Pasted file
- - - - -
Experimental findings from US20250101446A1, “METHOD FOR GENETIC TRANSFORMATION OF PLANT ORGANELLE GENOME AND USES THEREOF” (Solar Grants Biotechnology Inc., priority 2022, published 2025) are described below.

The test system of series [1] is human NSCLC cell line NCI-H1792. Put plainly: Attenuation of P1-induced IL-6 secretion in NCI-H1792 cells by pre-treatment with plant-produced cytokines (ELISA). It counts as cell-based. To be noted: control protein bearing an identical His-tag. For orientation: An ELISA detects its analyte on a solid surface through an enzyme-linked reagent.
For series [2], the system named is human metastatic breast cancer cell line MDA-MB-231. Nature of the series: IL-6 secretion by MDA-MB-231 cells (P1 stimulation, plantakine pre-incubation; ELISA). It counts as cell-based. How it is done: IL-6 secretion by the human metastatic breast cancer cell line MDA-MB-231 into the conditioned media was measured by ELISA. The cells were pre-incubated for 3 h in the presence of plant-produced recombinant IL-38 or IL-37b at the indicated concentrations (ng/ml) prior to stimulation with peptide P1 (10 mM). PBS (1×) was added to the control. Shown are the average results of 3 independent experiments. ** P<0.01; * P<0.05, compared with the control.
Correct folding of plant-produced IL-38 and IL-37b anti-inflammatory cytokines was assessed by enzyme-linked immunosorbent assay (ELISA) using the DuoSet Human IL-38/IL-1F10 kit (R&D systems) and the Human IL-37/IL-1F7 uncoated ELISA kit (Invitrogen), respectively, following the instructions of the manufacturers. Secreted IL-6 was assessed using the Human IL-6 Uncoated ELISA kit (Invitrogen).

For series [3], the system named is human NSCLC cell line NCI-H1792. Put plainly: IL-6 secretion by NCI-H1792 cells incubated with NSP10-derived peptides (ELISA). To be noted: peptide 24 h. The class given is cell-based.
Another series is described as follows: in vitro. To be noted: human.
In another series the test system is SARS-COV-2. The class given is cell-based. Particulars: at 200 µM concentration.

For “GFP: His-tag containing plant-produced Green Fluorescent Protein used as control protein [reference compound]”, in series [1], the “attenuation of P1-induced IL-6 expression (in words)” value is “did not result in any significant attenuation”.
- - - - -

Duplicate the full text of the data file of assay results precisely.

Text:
Experimental findings from US20250101446A1, “METHOD FOR GENETIC TRANSFORMATION OF PLANT ORGANELLE GENOME AND USES THEREOF” (Solar Grants Biotechnology Inc., priority 2022, published 2025) are described below.

The test system of series [1] is human NSCLC cell line NCI-H1792. Put plainly: Attenuation of P1-induced IL-6 secretion in NCI-H1792 cells by pre-treatment with plant-produced cytokines (ELISA). It counts as cell-based. To be noted: control protein bearing an identical His-tag. For orientation: An ELISA detects its analyte on a solid surface through an enzyme-linked reagent.
For series [2], the system named is human metastatic breast cancer cell line MDA-MB-231. Nature of the series: IL-6 secretion by MDA-MB-231 cells (P1 stimulation, plantakine pre-incubation; ELISA). It counts as cell-based. How it is done: IL-6 secretion by the human metastatic breast cancer cell line MDA-MB-231 into the conditioned media was measured by ELISA. The cells were pre-incubated for 3 h in the presence of plant-produced recombinant IL-38 or IL-37b at the indicated concentrations (ng/ml) prior to stimulation with peptide P1 (10 mM). PBS (1×) was added to the control. Shown are the average results of 3 independent experiments. ** P<0.01; * P<0.05, compared with the control.
Correct folding of plant-produced IL-38 and IL-37b anti-inflammatory cytokines was assessed by enzyme-linked immunosorbent assay (ELISA) using the DuoSet Human IL-38/IL-1F10 kit (R&D systems) and the Human IL-37/IL-1F7 uncoated ELISA kit (Invitrogen), respectively, following the instructions of the manufacturers. Secreted IL-6 was assessed using the Human IL-6 Uncoated ELISA kit (Invitrogen).

For series [3], the system named is human NSCLC cell line NCI-H1792. Put plainly: IL-6 secretion by NCI-H1792 cells incubated with NSP10-derived peptides (ELISA). To be noted: peptide 24 h. The class given is cell-based.
Another series is described as follows: in vitro. To be noted: human.
In another series the test system is SARS-COV-2. The class given is cell-based. Particulars: at 200 µM concentration.

For “GFP: His-tag containing plant-produced Green Fluorescent Protein used as control protein [reference compound]”, in series [1], the “attenuation of P1-induced IL-6 expression (in words)” value is “did not result in any significant attenuation”.